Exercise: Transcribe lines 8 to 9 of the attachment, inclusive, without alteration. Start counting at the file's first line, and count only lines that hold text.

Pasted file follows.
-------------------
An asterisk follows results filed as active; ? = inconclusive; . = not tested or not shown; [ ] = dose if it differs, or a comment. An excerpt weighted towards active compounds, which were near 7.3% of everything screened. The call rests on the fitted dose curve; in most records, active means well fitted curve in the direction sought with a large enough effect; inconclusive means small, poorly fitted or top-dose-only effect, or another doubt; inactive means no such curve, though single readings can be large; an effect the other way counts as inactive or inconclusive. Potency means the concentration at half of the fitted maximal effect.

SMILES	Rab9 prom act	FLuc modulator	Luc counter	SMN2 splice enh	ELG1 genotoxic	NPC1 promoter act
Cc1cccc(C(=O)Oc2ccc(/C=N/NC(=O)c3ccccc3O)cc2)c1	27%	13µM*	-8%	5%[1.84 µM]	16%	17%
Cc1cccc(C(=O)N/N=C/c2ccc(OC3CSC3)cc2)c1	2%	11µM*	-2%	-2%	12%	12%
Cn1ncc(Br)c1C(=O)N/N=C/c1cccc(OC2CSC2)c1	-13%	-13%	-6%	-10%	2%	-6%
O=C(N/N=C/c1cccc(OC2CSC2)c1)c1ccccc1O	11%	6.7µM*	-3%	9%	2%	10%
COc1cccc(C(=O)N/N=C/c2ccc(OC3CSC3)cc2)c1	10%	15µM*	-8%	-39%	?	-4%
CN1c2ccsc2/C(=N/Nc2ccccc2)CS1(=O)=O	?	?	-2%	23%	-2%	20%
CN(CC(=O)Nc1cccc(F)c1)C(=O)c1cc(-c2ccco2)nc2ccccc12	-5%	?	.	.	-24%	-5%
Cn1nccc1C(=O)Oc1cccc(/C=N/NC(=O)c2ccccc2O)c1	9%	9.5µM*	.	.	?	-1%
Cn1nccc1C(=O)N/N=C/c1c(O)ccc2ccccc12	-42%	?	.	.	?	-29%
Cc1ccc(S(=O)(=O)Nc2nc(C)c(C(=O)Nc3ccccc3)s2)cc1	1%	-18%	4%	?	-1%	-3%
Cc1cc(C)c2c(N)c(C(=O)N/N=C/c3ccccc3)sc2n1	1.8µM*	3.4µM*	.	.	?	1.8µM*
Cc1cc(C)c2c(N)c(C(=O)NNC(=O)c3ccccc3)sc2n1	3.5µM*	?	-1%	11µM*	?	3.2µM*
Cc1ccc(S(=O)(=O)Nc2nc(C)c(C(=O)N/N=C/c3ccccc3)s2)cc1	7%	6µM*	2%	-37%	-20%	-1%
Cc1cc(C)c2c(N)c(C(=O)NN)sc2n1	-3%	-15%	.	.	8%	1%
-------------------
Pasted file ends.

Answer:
CN1c2ccsc2/C(=N/Nc2ccccc2)CS1(=O)=O	?	?	-2%	23%	-2%	20%
CN(CC(=O)Nc1cccc(F)c1)C(=O)c1cc(-c2ccco2)nc2ccccc12	-5%	?	.	.	-24%	-5%